Before sending a message, a sender can encrypt it with his or her own private key. The recipient can decrypt the message using the sender's public key. The entire message prepared by the sender is referred to as being digitally signed. (Note that this is backwards from the usual pattern, where the public key is used to encrypt and the private key to decrypt.)

Since only the original sender has his or her own private key, no one else can prepare the sent message. That's one big advantage over a handwritten signature. This property allows a prepared message to be authenticated in terms of both its contents and its data integrity.

On the other hand, digital signature authentication has a disadvantage. The sent message, encrypted with the sender's private key, can easily be intercepted by anyone who has the sender's public key. Therefore, the message is almost transparent and accessible by anyone on the network.

One remedy to this problem is to use the key exchange method of the public key system. Just before a sender sends the digitally signed message, they can encrypt it again with the recipient's public key. The recipient then has to decrypt the message first with his or her own private key, then decrypt it again with the sender's public key.

In this way, the sent message is much more secure because no one but the recipient has this private key to decrypt the message, and secure in terms of authentication because no one but the sender has this private key to prepare the sent message. This is one of the most secure methods to communicate within a network.

5. PGP and SSL

Both free and paid programs use cryptographic signatures (e.g., PGP “Pretty Good Privacy” or other encryption technologies) to exchange authenticated e-mail messages. Authenticated e-mail provides a mechanism for ensuring that messages are from whom they appear to be, as well as ensuring that the message has not been altered in transit.

As a free software package, Pretty Good Privacy (PGP) will encrypt and decrypt messages. PGP is a protocol for encrypting files and e-mail. It depends on public key cryptography for its effectiveness. Using one of several available commercial or free software applications, a person can generate two digital IDs or keys, one public and one private.

The public key is shared with anyone who needs to send encrypted data to the owner of the key. The private key is guarded by the owner and, in conjunction with a strong passphrase, is used to decode encrypted messages. This system depends on senders and recipients performing a one-time corroboration of the authenticity of their identities, their trustworthiness, and their keys' “fingerprints.” GNU Privacy Guard (GnuPG or GPG) is a free software replacement for PGP, with the same core encryption functions.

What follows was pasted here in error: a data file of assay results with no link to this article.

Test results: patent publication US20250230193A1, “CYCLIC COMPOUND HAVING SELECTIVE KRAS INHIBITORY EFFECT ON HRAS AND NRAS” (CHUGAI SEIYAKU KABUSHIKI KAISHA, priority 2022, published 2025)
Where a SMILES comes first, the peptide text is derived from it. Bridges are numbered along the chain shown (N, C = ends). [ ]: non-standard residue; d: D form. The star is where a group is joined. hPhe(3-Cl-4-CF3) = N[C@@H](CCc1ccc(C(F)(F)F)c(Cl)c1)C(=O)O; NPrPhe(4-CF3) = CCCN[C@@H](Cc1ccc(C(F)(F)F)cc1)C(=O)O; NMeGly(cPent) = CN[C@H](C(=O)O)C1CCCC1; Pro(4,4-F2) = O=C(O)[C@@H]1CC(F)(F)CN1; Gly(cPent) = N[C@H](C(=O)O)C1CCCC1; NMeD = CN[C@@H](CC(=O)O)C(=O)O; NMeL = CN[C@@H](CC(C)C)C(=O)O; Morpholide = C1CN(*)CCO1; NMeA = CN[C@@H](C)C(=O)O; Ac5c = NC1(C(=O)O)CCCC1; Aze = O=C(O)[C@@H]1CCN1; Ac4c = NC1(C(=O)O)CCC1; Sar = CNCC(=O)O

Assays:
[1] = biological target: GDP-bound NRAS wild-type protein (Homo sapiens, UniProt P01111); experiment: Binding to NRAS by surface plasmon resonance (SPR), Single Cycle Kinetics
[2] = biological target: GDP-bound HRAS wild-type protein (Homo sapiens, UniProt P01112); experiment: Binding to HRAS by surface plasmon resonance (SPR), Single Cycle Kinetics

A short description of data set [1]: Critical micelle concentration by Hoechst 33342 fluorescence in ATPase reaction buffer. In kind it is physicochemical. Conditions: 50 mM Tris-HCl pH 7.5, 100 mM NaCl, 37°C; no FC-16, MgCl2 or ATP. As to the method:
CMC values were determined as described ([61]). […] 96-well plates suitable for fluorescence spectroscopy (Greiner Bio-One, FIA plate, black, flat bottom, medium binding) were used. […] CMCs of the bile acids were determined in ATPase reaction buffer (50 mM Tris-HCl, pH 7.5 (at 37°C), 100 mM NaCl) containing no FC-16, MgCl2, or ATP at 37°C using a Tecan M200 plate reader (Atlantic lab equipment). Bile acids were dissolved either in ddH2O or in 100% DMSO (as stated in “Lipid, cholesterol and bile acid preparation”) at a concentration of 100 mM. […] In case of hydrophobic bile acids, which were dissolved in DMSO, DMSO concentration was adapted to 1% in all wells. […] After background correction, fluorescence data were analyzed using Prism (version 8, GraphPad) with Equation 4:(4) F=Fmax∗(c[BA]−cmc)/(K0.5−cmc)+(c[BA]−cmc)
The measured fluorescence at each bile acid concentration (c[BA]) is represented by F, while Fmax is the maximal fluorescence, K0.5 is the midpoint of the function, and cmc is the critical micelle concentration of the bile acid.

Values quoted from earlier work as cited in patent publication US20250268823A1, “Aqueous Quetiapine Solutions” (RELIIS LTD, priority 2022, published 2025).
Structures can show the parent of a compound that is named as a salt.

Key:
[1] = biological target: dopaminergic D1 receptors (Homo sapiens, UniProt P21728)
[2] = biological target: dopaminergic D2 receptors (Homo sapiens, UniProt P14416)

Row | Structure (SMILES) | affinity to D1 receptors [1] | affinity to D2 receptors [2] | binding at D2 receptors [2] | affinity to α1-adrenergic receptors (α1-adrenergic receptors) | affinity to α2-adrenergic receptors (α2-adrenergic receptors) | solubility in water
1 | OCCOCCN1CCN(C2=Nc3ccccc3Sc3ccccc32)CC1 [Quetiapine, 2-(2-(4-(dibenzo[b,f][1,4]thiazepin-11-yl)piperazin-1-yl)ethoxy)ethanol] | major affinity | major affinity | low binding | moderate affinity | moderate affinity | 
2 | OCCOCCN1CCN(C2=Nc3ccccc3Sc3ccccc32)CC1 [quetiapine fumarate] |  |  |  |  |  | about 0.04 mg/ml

But using PGP, or its newer version GPG, is not easy. You need more than just a cursory knowledge of public key encryption. You need to know what you are doing. And you need to spend a fair amount of time setting up keys and the other things needed to make PGP or GPG work.

Why E-mail Encryption is Not Used

Of the billions of e-mails sent and received every hour, almost none are encrypted. More than 99.9% of the e-mails are sent “in the clear.” Yet state-of-the-art e-mail encryption programs can be downloaded from the Internet for free. And these programs are not new—they have been around for years.

Why don't people use these programs to encrypt their e-mails? Let's look at some of the reasons.

1. “Why Johnny Can't Encrypt”: E-mail Encryption Too Hard to Use

In a 1999 paper “Why Johnny Can't Encrypt,” computer scientists Alma Whitten and J. D. Tygar argue that ordinary people cannot use e-mail encryption software. Using Pretty Good Privacy (PGP), only 4 out of the 12 people in the study could encrypt an e-mail message in 90 minutes. Even with help. One quarter of the people failed completely, sending the secret e-mail in clear text.

The two scientists concluded that the complexity of e-mail encryption requires a system to be better than other programs. Very easy to use in spite of its complexity. Otherwise, normal people cannot use it.

Encryption software can be thought “usable” if people who are expected to use it:

    • are reliably made aware of the security tasks they need to perform
    • are able to figure out how to successfully perform those tasks
    • don't make dangerous errors
    • are sufficiently comfortable with the interface to continue using it